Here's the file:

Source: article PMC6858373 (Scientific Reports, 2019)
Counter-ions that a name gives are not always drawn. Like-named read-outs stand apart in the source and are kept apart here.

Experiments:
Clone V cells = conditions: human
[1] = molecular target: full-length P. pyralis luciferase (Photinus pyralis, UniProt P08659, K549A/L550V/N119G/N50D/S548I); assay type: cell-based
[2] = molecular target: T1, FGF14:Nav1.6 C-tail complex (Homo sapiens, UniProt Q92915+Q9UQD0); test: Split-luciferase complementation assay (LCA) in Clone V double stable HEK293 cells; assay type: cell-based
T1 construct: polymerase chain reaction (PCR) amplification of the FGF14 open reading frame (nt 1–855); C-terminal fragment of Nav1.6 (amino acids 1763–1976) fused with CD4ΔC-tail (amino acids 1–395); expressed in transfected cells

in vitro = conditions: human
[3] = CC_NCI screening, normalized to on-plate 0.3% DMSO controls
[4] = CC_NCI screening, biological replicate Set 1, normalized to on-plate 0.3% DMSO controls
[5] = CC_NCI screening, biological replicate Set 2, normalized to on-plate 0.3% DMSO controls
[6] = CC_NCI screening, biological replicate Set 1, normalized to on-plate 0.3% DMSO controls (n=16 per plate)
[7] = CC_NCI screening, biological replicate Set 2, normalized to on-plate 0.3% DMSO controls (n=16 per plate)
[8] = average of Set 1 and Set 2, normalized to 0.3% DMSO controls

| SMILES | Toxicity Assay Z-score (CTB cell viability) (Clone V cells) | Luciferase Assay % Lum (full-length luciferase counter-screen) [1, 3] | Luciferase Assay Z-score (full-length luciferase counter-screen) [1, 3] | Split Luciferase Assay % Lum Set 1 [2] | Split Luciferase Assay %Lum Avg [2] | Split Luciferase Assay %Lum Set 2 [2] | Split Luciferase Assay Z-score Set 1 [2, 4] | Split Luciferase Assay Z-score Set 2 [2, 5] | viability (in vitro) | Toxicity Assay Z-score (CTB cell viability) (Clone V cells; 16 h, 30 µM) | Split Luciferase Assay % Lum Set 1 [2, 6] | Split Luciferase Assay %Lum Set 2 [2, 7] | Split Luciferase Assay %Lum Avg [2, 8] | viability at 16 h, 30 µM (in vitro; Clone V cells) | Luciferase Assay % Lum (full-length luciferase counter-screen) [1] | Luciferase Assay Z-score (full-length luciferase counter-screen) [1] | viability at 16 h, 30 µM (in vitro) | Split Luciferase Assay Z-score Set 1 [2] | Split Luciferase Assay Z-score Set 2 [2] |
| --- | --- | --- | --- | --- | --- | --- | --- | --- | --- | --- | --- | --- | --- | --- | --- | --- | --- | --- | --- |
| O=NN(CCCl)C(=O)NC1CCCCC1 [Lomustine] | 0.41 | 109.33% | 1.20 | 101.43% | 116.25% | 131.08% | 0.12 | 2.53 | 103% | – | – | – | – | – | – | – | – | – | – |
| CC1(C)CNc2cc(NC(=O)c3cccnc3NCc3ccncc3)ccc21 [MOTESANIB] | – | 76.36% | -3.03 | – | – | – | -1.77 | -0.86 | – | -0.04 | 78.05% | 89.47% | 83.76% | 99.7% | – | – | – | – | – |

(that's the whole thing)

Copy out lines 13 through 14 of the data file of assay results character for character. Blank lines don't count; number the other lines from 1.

[7] = CC_NCI screening, biological replicate Set 2, normalized to on-plate 0.3% DMSO controls (n=16 per plate)
[8] = average of Set 1 and Set 2, normalized to 0.3% DMSO controls